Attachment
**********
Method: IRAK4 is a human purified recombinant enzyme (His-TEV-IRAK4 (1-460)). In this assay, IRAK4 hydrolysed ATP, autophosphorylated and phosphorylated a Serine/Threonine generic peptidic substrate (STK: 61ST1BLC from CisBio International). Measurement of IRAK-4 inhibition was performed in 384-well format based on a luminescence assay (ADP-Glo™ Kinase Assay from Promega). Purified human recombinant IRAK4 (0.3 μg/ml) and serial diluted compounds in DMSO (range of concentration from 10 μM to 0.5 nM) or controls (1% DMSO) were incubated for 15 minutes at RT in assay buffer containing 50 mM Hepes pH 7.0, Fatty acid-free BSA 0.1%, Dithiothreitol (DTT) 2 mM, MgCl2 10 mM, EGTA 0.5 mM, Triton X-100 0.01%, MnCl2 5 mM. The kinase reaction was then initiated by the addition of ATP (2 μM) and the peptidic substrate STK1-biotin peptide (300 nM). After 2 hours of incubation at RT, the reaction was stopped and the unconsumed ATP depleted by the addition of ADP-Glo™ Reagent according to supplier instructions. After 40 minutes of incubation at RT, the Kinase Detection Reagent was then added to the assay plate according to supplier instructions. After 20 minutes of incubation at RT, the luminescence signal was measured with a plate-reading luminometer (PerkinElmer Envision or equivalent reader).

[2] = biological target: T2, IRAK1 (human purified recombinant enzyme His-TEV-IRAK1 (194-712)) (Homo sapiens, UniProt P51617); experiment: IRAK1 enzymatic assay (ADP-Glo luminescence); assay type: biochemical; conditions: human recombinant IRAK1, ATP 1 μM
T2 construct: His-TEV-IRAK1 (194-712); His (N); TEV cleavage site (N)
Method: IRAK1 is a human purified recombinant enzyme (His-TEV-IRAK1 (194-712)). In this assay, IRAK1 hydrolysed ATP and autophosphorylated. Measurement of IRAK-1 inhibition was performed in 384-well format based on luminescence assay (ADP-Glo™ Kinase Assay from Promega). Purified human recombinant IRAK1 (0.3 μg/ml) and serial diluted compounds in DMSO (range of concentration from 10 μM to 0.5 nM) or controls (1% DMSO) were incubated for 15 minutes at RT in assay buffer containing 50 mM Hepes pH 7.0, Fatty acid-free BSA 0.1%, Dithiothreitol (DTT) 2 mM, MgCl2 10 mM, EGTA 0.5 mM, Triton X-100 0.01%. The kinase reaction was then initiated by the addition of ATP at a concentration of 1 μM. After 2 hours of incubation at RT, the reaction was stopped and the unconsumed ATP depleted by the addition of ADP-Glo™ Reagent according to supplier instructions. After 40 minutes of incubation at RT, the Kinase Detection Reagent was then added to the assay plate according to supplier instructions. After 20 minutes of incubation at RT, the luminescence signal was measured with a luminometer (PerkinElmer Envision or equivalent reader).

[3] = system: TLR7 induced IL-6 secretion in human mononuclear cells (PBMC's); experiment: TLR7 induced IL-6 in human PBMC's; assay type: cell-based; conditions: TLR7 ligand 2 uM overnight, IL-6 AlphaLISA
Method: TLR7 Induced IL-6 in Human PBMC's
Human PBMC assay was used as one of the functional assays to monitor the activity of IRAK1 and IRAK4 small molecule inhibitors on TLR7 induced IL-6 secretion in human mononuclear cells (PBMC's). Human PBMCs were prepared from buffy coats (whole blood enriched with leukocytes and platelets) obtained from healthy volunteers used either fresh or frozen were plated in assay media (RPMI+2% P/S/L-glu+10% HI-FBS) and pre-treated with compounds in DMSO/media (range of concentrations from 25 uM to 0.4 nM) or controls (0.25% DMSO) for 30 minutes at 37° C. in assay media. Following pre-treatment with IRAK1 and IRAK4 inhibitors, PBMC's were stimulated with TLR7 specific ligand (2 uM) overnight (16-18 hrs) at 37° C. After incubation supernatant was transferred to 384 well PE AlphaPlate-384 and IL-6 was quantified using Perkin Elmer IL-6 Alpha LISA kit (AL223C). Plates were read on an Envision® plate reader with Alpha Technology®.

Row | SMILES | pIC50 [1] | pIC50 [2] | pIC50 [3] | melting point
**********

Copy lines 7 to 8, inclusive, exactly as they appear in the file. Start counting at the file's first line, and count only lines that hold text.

Human PBMC assay was used as one of the functional assays to monitor the activity of IRAK1 and IRAK4 small molecule inhibitors on TLR7 induced IL-6 secretion in human mononuclear cells (PBMC's). Human PBMCs were prepared from buffy coats (whole blood enriched with leukocytes and platelets) obtained from healthy volunteers used either fresh or frozen were plated in assay media (RPMI+2% P/S/L-glu+10% HI-FBS) and pre-treated with compounds in DMSO/media (range of concentrations from 25 uM to 0.4 nM) or controls (0.25% DMSO) for 30 minutes at 37° C. in assay media. Following pre-treatment with IRAK1 and IRAK4 inhibitors, PBMC's were stimulated with TLR7 specific ligand (2 uM) overnight (16-18 hrs) at 37° C. After incubation supernatant was transferred to 384 well PE AlphaPlate-384 and IL-6 was quantified using Perkin Elmer IL-6 Alpha LISA kit (AL223C). Plates were read on an Envision® plate reader with Alpha Technology®.

Row | SMILES | pIC50 [1] | pIC50 [2] | pIC50 [3] | melting point